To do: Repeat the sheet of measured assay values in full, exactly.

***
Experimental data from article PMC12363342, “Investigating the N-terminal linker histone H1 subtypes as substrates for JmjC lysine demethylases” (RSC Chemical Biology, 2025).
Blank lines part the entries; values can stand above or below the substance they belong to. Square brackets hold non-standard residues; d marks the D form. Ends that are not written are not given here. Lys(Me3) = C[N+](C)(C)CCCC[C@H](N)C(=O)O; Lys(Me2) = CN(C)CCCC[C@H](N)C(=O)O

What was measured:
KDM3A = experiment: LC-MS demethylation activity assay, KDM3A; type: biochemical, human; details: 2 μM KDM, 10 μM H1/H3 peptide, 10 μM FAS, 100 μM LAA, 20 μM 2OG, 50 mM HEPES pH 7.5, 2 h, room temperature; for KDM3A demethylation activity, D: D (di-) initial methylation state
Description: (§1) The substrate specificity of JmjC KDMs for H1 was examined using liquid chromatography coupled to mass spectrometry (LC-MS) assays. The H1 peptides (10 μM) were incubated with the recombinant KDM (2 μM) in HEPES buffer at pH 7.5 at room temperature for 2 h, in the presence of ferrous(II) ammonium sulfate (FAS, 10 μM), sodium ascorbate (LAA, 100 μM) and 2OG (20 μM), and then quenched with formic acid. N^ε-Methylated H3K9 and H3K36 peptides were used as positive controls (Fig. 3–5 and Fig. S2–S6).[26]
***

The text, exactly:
Experimental data from article PMC12363342, “Investigating the N-terminal linker histone H1 subtypes as substrates for JmjC lysine demethylases” (RSC Chemical Biology, 2025).
Blank lines part the entries; values can stand above or below the substance they belong to. Square brackets hold non-standard residues; d marks the D form. Ends that are not written are not given here. Lys(Me3) = C[N+](C)(C)CCCC[C@H](N)C(=O)O; Lys(Me2) = CN(C)CCCC[C@H](N)C(=O)O

What was measured:
KDM3A = experiment: LC-MS demethylation activity assay, KDM3A; type: biochemical, human; details: 2 μM KDM, 10 μM H1/H3 peptide, 10 μM FAS, 100 μM LAA, 20 μM 2OG, 50 mM HEPES pH 7.5, 2 h, room temperature; for KDM3A demethylation activity, D: D (di-) initial methylation state
Description: (§1) The substrate specificity of JmjC KDMs for H1 was examined using liquid chromatography coupled to mass spectrometry (LC-MS) assays. The H1 peptides (10 μM) were incubated with the recombinant KDM (2 μM) in HEPES buffer at pH 7.5 at room temperature for 2 h, in the presence of ferrous(II) ammonium sulfate (FAS, 10 μM), sodium ascorbate (LAA, 100 μM) and 2OG (20 μM), and then quenched with formic acid. N^ε-Methylated H3K9 and H3K36 peptides were used as positive controls (Fig. 3–5 and Fig. S2–S6).[26]